Ending homelessness is a necessary and critical path to building a more equitable future. And for communities like Charlotte-Mecklenburg County, committing to equitably ending homelessness means addressing the disparities within and produced by their own homeless response system.
This North Carolina community has reduced veteran homelessness by more than 20% since 2019 and intend to reduce it by 30% by the end of 2021.
However, local statistics show that 77% of the homeless population in Mecklenburg County is Black, compared to 34% of the county’s general population. The local Built for Zero team has taken this troubling data to heart and responded by actively investing to improve the racial equity of their homeless response system by ensuring equitable representation in both decision-making and outcomes.
Committing to equity and inclusion
In early 2020, the leadership of the local Continuum of Care transitioned from the City of Charlotte to Mecklenburg County. Part of this restructuring included establishing an Equity and Inclusion Committee, which included representation from different parts of the community such as housing & homeless service providers, the faith community, and persons with lived experience of homelessness.
In March 2021, the new committee developed a racial equity survey with the help of Built for Zero to dig into the community’s system decision-making power (one of four key indicators in Built for Zero’s racial equity measurement framework). The survey was administered to the staff of the agencies and organizations that composed the Charlotte-Mecklenburg Continuum of Care to find if each racial and ethnic group affected by policies, practices, and strategies were at the table and in leadership roles.
“That’s the purpose of the committee — to hold the community accountable to make sure we have more equitable outcomes.”
Survey results revealed gaps of representation from young adults ages 18-24, individuals who identify as Hispanic, and individuals who identify as LGBTQ+. “That’s the purpose of the committee — to hold the community accountable to make sure we have more equitable outcomes,” said Shamika Agbeviade, HMIS Administrator and Chair of the CoC’s Equity and Inclusion Committee. “We have to deep dive into that data.”
Subsequently, the Equity and Inclusion Committee conducted intentional recruitment for committee seats from those underrepresented groups to ensure leaders in the Continuum of Care more closely reflected the community they served.
“We want to make sure we have those voices heard and those decision-making seats filled,” Agbeviade said.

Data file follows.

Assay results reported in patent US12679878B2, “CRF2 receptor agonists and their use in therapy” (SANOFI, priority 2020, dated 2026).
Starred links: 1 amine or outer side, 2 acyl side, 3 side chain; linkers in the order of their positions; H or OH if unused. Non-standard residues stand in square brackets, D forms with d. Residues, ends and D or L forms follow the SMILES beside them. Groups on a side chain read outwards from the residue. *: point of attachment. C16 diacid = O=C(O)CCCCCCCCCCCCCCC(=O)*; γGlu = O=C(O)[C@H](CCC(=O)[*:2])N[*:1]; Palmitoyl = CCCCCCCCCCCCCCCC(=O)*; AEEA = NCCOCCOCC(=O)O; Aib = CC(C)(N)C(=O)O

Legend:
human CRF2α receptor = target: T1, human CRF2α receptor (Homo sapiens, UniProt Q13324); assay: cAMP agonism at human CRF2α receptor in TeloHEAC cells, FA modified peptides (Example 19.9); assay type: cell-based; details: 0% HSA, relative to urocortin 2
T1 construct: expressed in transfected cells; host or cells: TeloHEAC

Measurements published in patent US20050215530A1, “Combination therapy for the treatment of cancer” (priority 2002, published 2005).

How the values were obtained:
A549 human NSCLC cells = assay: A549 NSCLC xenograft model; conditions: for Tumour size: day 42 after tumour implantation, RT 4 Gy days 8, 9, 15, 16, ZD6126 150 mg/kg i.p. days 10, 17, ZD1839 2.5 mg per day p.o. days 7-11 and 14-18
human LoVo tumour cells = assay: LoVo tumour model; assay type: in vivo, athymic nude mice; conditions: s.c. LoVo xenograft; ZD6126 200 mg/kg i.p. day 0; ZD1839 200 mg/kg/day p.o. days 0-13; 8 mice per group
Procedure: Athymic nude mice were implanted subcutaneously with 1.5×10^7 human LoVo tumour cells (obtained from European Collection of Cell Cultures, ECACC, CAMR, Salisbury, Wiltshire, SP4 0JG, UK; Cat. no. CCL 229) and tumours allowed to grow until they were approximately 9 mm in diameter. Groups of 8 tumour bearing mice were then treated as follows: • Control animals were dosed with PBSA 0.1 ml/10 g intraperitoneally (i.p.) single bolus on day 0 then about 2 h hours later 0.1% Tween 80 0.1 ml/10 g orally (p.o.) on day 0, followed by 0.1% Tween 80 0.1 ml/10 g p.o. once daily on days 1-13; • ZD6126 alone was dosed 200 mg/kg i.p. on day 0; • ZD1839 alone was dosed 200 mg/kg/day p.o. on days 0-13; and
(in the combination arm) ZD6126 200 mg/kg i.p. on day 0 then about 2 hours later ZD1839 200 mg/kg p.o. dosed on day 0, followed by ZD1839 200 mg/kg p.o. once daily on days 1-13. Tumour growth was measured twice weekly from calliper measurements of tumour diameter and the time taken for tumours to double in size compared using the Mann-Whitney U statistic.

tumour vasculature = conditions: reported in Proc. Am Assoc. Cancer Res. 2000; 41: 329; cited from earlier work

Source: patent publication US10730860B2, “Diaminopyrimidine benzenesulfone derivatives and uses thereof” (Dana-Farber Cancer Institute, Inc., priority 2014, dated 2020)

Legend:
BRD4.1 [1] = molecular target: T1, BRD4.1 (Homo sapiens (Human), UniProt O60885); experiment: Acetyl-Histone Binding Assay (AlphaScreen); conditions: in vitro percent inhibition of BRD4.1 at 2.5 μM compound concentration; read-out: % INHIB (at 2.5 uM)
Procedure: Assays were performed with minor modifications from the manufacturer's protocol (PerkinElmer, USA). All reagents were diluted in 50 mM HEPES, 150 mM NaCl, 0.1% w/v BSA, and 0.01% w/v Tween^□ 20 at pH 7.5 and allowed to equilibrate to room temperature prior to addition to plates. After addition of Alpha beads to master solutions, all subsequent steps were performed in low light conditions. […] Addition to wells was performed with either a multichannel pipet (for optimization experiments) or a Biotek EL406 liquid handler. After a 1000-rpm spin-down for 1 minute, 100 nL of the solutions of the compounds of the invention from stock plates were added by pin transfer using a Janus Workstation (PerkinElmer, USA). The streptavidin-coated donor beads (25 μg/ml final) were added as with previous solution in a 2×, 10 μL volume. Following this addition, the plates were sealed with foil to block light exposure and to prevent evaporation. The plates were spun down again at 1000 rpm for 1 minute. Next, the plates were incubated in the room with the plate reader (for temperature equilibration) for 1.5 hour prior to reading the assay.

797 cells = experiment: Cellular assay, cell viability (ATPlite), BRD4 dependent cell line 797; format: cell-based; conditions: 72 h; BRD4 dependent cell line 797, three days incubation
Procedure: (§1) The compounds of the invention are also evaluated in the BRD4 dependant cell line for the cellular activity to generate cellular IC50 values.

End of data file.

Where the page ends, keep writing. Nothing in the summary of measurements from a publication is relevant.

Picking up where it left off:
Understanding the gaps
The community has also partnered directly with C4 Innovations to complete an equity assessment of the community’s outcomes.
“Of course our main goal is that we have equitable goals throughout the Continuum of Care,” Agbeviade explained. “Through this assessment, we can find out what we’re dropping the ball on so there are more equitable outcomes in the community.”
“Many people throughout the community saw the SPARC Report, and that raised questions about the racial bias inherent in the VI-SPDAT [a prioritization and assessment tool],” explained MaryAnn Priester. She is the Built for Zero Veterans Data Lead and the Homeless Management Information System (HMIS) Management Analyst at Mecklenburg County’s Community Support Services Department.
This analysis demonstrated the need to bring racial equity to all parts of their homeless response system.
“The very aspirational goal, knowing we can’t control everything, is that people of color are no longer disproportionately entering our system, and when they are in the system, successfully exit at equal rates as other populations,” explained Kathryn Firmin-Sellers, the Chief Impact Officer at the United Way of Central Carolinas. She’s also Vice Chair of the CoC’s Equity and Inclusion Committee and Chair of the CoC Governing Board.
Three key outcome indicators in the Built for Zero racial equity framework include equity in positive exit rates from homelessness, returns from housing to homelessness, and the length of time people are experiencing homelessness.
Moving toward more equitable outcomes
One inequity the committee wanted to address was the demonstrated over-representation of the Black community in Charlotte-Mecklenburg’s homeless population. They began by looking more closely at the tools and surveys the homeless response sector regularly utilized, reassessing the VI-SPDAT, for example.
“There’s a workgroup that has been diligent about trying to build an alternative prioritization tool,” Firmin-Sellers said. “It looks at structural and systemic factors that would cause historical vulnerability.”
The community has begun implementing a newly developed assessment to all persons who are literally homeless. This tool includes the VI-SPDAT and additional supplemental questions, which so far has produced more equitable outcomes. The Equity and Inclusion Committee and the Coordinated Entry Oversight Committee will track the results to make sure they’re progressing by collecting data for six months, after which they plan to conduct a more thorough analysis.